Monday, May 7, 2012

Mother's Day is Coming Up: How Are We Doing?

As a child, the second Sunday in May meant it was officially Be Nice to Mom Day.  It wasn't until I was married that I began to understand just how difficult Mother's Day can be for women.  Single women.  Married women.  Women without children.  Women with children. 

What lies at the heart of our sorrow and discontent?  Judgment.  Comparison and contrast.  Mother's Day can stand, for women, not just as a day to honor the hard work and sacrifices of our own mothers, but also as a performance review check.  And let me tell you, I think we are often much too hard on ourselves. 

I attended a conference earlier this year, and one of the speakers really impressed me.  (The fact that I don't remember her name reflects more on the state of my memory than her ability as a speaker.) Anyway, she talked about how she doesn't consider herself a refined woman, but that she admires those women who always have their hair perfectly groomed, and who are poised in all situations.  Well, she decided that when she moved to a new neighborhood, she was going to be one of "those" women.  The unflappable ones.  The ones who exude grace and charm.  She then told about going to church in her new ward, standing up to introduce herself, and not being able to make it through an introduction before her real self came through.  Somehow, in the short span of an introduction, she managed to mention the challenges involved in living in a home that was under construction.  (Something about having to visit an outhouse?) She felt like she failed at grace and charm. 

I could relate.  For whatever reason (maybe I lack the Barbie gene), I've never considered myself a particularly poised person.  How does this relate to feelings of inadequacy on Mother's Day?  Well, in our annual performance review check, we tend to think of all the things a mother "should" be, never taking into account our own specialized subset of skills.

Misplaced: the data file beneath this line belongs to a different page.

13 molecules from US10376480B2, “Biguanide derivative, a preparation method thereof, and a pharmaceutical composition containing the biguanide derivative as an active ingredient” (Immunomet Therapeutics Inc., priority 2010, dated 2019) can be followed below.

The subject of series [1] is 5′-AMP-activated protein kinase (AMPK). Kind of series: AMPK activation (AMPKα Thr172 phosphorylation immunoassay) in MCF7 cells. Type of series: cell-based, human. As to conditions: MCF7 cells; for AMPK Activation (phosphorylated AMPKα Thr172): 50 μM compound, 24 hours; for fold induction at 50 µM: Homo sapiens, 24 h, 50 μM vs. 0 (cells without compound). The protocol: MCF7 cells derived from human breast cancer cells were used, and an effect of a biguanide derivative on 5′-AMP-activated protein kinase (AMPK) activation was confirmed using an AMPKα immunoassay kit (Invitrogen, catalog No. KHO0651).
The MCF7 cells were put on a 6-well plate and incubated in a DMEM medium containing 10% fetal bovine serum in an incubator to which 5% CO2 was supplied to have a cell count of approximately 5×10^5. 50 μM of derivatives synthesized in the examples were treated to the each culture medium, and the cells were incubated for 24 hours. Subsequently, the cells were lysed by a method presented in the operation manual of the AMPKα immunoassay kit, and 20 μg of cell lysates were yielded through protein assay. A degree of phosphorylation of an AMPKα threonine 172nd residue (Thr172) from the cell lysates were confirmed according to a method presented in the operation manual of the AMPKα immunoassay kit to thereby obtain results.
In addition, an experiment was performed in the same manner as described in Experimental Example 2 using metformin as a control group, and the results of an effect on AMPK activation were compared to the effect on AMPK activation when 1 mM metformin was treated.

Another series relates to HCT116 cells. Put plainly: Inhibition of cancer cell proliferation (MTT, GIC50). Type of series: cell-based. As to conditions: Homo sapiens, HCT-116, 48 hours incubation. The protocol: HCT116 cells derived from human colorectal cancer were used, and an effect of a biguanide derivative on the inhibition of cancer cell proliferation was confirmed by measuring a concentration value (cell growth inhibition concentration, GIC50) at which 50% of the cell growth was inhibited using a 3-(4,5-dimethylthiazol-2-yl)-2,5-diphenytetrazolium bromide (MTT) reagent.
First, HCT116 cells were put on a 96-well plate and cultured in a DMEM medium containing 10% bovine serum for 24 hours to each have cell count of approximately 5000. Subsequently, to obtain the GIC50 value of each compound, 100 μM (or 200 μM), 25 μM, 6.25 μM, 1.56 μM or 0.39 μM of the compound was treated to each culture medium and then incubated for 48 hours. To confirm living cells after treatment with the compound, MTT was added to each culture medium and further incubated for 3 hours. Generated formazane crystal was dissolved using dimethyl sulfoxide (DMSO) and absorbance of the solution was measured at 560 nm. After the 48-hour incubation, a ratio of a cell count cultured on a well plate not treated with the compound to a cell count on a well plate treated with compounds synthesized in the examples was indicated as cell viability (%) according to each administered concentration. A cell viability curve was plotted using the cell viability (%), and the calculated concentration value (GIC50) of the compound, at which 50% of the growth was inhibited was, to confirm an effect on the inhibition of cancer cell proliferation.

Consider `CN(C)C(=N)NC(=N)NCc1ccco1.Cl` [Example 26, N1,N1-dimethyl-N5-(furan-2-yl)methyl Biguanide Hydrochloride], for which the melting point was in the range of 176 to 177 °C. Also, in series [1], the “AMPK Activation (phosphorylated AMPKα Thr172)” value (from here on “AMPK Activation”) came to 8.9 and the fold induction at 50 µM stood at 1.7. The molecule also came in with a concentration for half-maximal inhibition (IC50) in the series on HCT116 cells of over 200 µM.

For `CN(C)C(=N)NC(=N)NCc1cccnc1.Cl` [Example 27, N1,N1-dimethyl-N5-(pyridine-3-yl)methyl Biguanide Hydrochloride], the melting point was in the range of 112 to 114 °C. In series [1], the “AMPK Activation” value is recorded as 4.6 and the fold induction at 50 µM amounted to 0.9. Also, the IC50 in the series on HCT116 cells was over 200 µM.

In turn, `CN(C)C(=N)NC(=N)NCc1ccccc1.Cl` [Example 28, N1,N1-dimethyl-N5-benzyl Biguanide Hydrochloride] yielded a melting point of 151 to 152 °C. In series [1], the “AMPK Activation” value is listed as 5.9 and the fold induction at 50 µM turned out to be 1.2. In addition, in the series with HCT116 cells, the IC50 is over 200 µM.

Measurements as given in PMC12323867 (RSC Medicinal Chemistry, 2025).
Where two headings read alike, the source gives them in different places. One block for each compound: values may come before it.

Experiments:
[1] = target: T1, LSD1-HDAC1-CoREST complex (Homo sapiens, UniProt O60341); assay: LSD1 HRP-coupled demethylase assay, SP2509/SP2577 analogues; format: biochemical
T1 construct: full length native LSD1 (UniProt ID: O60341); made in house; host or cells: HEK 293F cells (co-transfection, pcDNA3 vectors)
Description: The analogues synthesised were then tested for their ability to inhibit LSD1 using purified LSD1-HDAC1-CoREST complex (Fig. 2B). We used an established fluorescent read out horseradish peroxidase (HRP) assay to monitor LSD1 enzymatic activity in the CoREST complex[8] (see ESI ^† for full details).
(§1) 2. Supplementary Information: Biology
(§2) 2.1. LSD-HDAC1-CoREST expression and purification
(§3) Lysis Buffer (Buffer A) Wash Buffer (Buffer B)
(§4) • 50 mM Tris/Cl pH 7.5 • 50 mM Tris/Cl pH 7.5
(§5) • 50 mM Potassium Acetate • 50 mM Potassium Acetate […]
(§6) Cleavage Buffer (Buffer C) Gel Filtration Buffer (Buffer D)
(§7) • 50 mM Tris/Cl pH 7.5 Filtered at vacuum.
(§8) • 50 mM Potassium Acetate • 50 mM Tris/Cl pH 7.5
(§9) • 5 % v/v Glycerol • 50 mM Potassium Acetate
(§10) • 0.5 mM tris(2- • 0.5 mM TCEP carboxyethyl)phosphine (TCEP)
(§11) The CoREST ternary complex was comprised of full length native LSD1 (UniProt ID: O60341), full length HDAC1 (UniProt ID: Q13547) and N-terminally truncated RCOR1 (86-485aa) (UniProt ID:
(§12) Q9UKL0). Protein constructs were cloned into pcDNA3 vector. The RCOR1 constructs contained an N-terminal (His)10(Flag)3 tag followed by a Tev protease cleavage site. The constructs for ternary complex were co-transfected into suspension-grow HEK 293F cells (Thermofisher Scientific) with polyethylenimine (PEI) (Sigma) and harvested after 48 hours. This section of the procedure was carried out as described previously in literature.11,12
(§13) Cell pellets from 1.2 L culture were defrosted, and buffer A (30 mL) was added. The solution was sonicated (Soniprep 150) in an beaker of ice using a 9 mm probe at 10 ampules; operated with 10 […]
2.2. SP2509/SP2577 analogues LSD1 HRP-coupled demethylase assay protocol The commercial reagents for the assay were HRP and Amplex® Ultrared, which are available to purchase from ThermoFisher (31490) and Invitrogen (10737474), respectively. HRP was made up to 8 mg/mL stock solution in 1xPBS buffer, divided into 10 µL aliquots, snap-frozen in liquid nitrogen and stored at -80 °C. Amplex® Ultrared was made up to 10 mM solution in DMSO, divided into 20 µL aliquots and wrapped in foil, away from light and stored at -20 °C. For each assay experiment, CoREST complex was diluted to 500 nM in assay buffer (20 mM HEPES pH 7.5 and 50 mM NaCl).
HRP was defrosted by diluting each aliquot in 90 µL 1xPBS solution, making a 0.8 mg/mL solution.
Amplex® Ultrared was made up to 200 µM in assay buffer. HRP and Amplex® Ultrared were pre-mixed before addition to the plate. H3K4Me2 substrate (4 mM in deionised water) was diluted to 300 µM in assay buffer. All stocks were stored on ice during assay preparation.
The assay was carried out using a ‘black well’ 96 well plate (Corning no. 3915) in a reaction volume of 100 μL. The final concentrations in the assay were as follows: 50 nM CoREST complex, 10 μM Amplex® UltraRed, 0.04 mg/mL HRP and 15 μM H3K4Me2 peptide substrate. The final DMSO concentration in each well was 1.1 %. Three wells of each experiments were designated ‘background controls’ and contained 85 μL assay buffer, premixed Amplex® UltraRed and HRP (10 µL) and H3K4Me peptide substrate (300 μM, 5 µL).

Have you seen the movie, "My Best Friend's Wedding"?  Remember when Julia Roberts is talking to Cameron Diaz and compares her to creme brulee?  She suggests that Dermot Mulroney might prefer jello.  Cameron Diaz says that she could be jello, and Julia Roberts replies that "creme brulee can never be jello."  I prefer to think of myself as some sort of chocolate hazelnut raspberry concoction, but nevertheless, I am not creme brulee.  And that's OK!

My self-imposed performance review checklist should not include ratings for tasks that are not part of my job.  The problem is, the ideal mother is perfect at everything.  So, we take the ideal and realize we fall far short.  However, it is ridiculous to think that any one person will be expert at everything.  Instead of minimizing the importance of our own talents and coveting the talents of others, we should instead improve upon the skills and interests we already have.  That's not to say we shouldn't try new things, but we don't have to beat ourselves up if we aren't proficient in what appears to be a basic life skill of another person.  (I will spare you the details of how I spent an unsuccessful HOUR trying to apply fingernail polish.  On a related note, I wear my hair curly because that is what is easiest, not to mention it suits my unpolished self.)

So, my fellow women, this week let's be patient with ourselves.  Let's graciously allow our children, husbands, friends, and family to say "Happy Mother's Day" without us having to explain why we don't really deserve the greeting.  Let's celebrate the many and varied talents we have.  Just because something comes easy to us, doesn't mean it is unimportant.  Regardless of our situation, each of us possesses traits that benefits family and friends. 

Dieter F. Uchtdorf said to women in Sept. 2009, "May I invite you to rise to the great potential within you. But don’t reach beyond your capacity. Don’t set goals beyond your capacity to achieve. Don’t feel guilty or dwell on thoughts of failure. Don’t compare yourself with others. Do the best you can, and the Lord will provide the rest."

Thankful thought:  Thanks to all women: single, married, childless or not. 

3 comments:

  1. I really liked this! Thanks for sharing it!

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  2. I totally understand what you are saying, Kristi. Sometimes just a bit of Creme Brulee is good, but for the most part, jello is much more down-to-earth. I think I'm more of a jello woman, but with a bit of cool whip -- just a bit....lol!
    ~CAS~

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